A VandeGraaff generator is a mechanical current-pump attached to a small-value capacitor.
On a good day, the rubber belt is creating perhaps 10uA: a constant ten microamps. The VDG sphere forms a capacitor, with the Earth as the second plate, and the usual capacitor value is well below 50pF. Very tiny!
When we connect our belt-driven constant-current source to a capacitor, the voltage ramps up smoothly. For 50pF and 10uA, the voltage rises by 200KV per second.
Capacitor voltage-ramp for constant current:
Volt/Sec = Ampere/Farad
V/T = 10-5 / 50 x 10^-12 = 200,000 volts/sec
But after a second or two the capacitor voltage stops rising and levels off. It stops rising because, at extreme high voltage, the VDG's sphere becomes a "sharp tip," and it creates some surface-plasma and begins leaking current through the air. When the air-leakage increases to 10uA, the output-voltage stops rising.
A tabletop VDG machine might reach 200KV or 300KV before the voltage-rise is halted by air-leakage.
So, whenever you reach out and touch the VDG sphere, you discharge the 50pF capacitor. SNAP! The high voltage disappears in an instant. (Well, not instantly, since the RC decay-time might be 1 x 10^4 ohms times 5 x 10^-11 farads: a half-microsecond or less.)
The 200,000V is harmless because it only existed on your body for fractions of a microsecond. Between the time that the spark leapt to your hand, and when the voltage finished collapsing to zero, only a few hundred nanoseconds elapsed.
If you grab the VandeGraaff sphere, will you be shocked by the ten-microampere current-pump? Nope. If your skin resistance is typically 10K ohms, then the rubber belt can only develop about 1e-5 * 1e4 = 0.1VDC across your body. Fifteen times less than a 1.5V battery.
In other words, a AAA cell is much more hazardous than a VandeGraaff machine! If your skin resistance is 10K ohms, a 1.5V flashlight battery can create 150 microamps whenever you touch both terminals!!! OMG, it's producing less than a QUARTER OF A MILLIWATT of heating! Heh.
So, the VDG machine is safe because its output voltage is fifteen times smaller than a flashlight battery. That's true whenever a grounded human is touching the sphere.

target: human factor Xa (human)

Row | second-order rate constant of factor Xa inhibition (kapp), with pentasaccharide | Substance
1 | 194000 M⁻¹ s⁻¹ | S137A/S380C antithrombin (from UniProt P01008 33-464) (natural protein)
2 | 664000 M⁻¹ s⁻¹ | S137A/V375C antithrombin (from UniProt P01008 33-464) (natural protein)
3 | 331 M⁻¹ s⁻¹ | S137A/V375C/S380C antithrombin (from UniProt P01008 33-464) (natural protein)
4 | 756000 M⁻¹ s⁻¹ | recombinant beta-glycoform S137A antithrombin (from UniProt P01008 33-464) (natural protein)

Now if instead you could increase the belt-speed on your VDG machine, so it was 10,000 times faster, then the current-pump is getting dangerous: 100mA. (But if the belt's normal top speed is something like 5MPH, it's a bit hard to crank it up to 50,000MPH.)
Are VandeGraaff machines hazardous? Sure. HAZARDOUS TO YOUR WALLET. They can fry your new iphone, damage your best laptop. Worse, if you're using expensive medical implants, especially the static-sensitive kind (cochlear implants to aid hearing,) a VDG machine might create several thousand dollars of of fried electronics. SNAP!
TYPICAL VANDEGRAAFF SPECS:
- Output current at max. belt speed: 10uA
- Max terminal voltage: 250,000V
- Average output watts: 2.5W
- Internal impedance: nearly infinite(note 1) (it's a current-source.)
- Effective impedance at max voltage: 25 giga-ohms.
(note 1) The internal resistance of a VDG machine is the resistance of 20" of rubber band, in parallel with 20" of plastic pipe. On a low-humidity day, expect thousands of giga-ohms. On the other hand, during normal VDG operation, the surrounding air becomes full of ions: a weak plasma. The surrounding air is a much better conductor than the rubber and plastic parts of the machine itself. If the ionized air forms a resistor across the VDG output, what's the value of resistance when 250,000VDC is leaking a current of 10uA? That's 25 giga-ohms. If you manage to measure the Z(out) of a VDG machine, actually you're just measuring the resistance of the invisible weak plasma-stream which connects the metal sphere to nearby ground.